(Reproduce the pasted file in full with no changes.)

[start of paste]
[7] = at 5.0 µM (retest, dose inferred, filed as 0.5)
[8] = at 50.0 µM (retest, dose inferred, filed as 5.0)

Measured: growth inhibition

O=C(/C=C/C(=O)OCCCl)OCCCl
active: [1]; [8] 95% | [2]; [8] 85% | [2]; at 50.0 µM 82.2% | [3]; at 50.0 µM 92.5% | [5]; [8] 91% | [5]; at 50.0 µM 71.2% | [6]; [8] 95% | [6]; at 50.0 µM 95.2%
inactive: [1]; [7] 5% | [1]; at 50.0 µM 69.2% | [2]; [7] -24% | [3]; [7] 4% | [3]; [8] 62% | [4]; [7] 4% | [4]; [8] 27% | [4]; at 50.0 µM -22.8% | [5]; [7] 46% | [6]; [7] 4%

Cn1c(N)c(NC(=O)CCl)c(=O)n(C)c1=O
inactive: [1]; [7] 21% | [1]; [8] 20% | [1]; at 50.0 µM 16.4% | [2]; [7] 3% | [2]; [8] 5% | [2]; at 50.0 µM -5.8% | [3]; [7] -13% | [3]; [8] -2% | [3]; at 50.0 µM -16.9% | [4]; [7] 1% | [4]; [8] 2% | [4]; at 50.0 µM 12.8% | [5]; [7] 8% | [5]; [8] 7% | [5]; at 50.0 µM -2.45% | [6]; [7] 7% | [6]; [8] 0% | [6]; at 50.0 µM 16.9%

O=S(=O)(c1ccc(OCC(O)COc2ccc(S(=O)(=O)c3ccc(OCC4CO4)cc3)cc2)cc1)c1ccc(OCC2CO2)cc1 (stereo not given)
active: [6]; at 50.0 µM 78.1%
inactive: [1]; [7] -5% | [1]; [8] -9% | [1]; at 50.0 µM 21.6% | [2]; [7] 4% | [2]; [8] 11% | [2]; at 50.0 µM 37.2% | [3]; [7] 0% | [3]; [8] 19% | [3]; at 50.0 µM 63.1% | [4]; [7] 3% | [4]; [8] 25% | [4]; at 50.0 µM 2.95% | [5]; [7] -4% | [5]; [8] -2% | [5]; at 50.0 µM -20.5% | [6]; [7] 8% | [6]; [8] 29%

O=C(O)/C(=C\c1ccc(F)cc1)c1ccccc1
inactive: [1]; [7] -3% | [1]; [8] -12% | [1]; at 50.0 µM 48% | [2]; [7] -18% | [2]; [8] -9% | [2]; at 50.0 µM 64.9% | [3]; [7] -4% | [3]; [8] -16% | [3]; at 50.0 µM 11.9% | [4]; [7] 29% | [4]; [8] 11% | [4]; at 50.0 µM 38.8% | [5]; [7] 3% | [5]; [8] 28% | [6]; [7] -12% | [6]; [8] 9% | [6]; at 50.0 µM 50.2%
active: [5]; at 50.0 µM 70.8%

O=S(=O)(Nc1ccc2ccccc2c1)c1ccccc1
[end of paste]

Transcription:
[7] = at 5.0 µM (retest, dose inferred, filed as 0.5)
[8] = at 50.0 µM (retest, dose inferred, filed as 5.0)

Measured: growth inhibition

O=C(/C=C/C(=O)OCCCl)OCCCl
active: [1]; [8] 95% | [2]; [8] 85% | [2]; at 50.0 µM 82.2% | [3]; at 50.0 µM 92.5% | [5]; [8] 91% | [5]; at 50.0 µM 71.2% | [6]; [8] 95% | [6]; at 50.0 µM 95.2%
inactive: [1]; [7] 5% | [1]; at 50.0 µM 69.2% | [2]; [7] -24% | [3]; [7] 4% | [3]; [8] 62% | [4]; [7] 4% | [4]; [8] 27% | [4]; at 50.0 µM -22.8% | [5]; [7] 46% | [6]; [7] 4%

Cn1c(N)c(NC(=O)CCl)c(=O)n(C)c1=O
inactive: [1]; [7] 21% | [1]; [8] 20% | [1]; at 50.0 µM 16.4% | [2]; [7] 3% | [2]; [8] 5% | [2]; at 50.0 µM -5.8% | [3]; [7] -13% | [3]; [8] -2% | [3]; at 50.0 µM -16.9% | [4]; [7] 1% | [4]; [8] 2% | [4]; at 50.0 µM 12.8% | [5]; [7] 8% | [5]; [8] 7% | [5]; at 50.0 µM -2.45% | [6]; [7] 7% | [6]; [8] 0% | [6]; at 50.0 µM 16.9%

O=S(=O)(c1ccc(OCC(O)COc2ccc(S(=O)(=O)c3ccc(OCC4CO4)cc3)cc2)cc1)c1ccc(OCC2CO2)cc1 (stereo not given)
active: [6]; at 50.0 µM 78.1%
inactive: [1]; [7] -5% | [1]; [8] -9% | [1]; at 50.0 µM 21.6% | [2]; [7] 4% | [2]; [8] 11% | [2]; at 50.0 µM 37.2% | [3]; [7] 0% | [3]; [8] 19% | [3]; at 50.0 µM 63.1% | [4]; [7] 3% | [4]; [8] 25% | [4]; at 50.0 µM 2.95% | [5]; [7] -4% | [5]; [8] -2% | [5]; at 50.0 µM -20.5% | [6]; [7] 8% | [6]; [8] 29%

O=C(O)/C(=C\c1ccc(F)cc1)c1ccccc1
inactive: [1]; [7] -3% | [1]; [8] -12% | [1]; at 50.0 µM 48% | [2]; [7] -18% | [2]; [8] -9% | [2]; at 50.0 µM 64.9% | [3]; [7] -4% | [3]; [8] -16% | [3]; at 50.0 µM 11.9% | [4]; [7] 29% | [4]; [8] 11% | [4]; at 50.0 µM 38.8% | [5]; [7] 3% | [5]; [8] 28% | [6]; [7] -12% | [6]; [8] 9% | [6]; at 50.0 µM 50.2%
active: [5]; at 50.0 µM 70.8%

O=S(=O)(Nc1ccc2ccccc2c1)c1ccccc1